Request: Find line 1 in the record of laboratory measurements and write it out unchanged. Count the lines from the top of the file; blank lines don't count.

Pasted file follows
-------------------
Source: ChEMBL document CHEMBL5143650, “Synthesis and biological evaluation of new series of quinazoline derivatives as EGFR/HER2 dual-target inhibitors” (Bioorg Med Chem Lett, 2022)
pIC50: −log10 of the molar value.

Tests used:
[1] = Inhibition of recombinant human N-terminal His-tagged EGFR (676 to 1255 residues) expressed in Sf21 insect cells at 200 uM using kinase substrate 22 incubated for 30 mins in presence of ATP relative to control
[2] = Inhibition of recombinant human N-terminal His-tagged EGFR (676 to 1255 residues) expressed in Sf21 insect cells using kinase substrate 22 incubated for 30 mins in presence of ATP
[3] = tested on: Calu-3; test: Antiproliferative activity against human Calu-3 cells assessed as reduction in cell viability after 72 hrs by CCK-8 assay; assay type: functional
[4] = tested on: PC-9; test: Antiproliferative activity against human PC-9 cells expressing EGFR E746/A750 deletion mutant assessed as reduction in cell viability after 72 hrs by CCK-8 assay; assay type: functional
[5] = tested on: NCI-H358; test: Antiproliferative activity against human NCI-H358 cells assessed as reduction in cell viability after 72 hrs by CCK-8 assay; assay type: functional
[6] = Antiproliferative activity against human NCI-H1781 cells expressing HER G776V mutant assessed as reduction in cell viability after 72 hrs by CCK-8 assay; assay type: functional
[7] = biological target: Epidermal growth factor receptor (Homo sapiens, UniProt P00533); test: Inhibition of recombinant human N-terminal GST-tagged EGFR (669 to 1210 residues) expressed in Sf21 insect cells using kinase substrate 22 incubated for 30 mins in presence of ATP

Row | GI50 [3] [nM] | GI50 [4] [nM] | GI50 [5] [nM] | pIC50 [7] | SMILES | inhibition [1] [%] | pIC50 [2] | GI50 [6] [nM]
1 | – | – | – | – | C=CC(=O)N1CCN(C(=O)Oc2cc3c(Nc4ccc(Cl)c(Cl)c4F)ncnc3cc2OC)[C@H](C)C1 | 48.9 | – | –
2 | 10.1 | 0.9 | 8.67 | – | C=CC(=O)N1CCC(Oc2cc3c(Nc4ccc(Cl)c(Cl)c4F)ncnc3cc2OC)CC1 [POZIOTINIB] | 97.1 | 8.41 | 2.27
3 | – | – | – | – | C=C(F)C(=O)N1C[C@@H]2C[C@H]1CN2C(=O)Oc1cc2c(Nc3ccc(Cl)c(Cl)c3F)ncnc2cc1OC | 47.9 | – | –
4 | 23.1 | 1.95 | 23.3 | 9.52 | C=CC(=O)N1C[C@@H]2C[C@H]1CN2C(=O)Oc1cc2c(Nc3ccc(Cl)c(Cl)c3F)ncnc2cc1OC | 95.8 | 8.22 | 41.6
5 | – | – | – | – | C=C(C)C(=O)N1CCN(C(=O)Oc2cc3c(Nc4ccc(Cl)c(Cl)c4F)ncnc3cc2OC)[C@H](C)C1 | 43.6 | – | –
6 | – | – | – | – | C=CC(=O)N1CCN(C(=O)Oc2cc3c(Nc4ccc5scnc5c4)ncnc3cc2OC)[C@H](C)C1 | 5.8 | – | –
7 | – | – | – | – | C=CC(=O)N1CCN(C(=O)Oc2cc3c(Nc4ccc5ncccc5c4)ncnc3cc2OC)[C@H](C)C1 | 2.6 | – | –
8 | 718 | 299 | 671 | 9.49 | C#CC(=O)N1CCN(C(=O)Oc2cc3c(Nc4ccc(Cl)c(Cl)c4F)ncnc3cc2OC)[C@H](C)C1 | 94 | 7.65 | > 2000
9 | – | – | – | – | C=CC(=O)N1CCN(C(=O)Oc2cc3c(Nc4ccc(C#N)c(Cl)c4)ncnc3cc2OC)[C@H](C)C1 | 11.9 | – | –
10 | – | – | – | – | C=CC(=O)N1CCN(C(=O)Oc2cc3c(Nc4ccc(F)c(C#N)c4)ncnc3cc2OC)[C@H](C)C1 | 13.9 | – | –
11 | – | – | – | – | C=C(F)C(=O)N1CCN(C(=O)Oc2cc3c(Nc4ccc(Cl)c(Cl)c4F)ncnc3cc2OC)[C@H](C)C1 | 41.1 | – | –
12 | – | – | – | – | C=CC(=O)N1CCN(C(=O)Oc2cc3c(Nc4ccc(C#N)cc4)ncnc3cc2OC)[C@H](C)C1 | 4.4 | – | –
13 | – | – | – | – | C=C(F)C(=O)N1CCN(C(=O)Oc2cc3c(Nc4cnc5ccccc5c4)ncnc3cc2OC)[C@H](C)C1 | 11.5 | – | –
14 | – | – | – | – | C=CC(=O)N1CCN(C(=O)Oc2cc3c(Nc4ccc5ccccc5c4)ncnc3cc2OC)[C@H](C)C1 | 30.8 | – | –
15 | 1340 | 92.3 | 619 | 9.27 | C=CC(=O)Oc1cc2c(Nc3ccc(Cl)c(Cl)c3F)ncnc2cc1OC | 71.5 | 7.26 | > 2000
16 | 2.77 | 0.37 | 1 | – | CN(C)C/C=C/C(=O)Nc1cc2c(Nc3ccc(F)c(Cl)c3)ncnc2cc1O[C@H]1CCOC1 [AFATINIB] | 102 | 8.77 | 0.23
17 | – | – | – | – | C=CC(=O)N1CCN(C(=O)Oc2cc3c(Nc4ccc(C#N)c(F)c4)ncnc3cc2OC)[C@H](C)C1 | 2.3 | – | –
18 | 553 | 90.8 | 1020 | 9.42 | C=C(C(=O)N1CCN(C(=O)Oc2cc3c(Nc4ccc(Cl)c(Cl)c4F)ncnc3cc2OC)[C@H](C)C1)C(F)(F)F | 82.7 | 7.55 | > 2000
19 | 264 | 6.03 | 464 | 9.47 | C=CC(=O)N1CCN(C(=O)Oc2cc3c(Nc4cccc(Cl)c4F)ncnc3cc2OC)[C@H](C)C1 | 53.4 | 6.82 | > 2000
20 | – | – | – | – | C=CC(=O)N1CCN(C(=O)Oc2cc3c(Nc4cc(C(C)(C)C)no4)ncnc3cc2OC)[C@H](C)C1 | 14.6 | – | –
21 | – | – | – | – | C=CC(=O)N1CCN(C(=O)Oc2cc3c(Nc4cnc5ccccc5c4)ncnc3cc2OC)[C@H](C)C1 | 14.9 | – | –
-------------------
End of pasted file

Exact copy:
Source: ChEMBL document CHEMBL5143650, “Synthesis and biological evaluation of new series of quinazoline derivatives as EGFR/HER2 dual-target inhibitors” (Bioorg Med Chem Lett, 2022)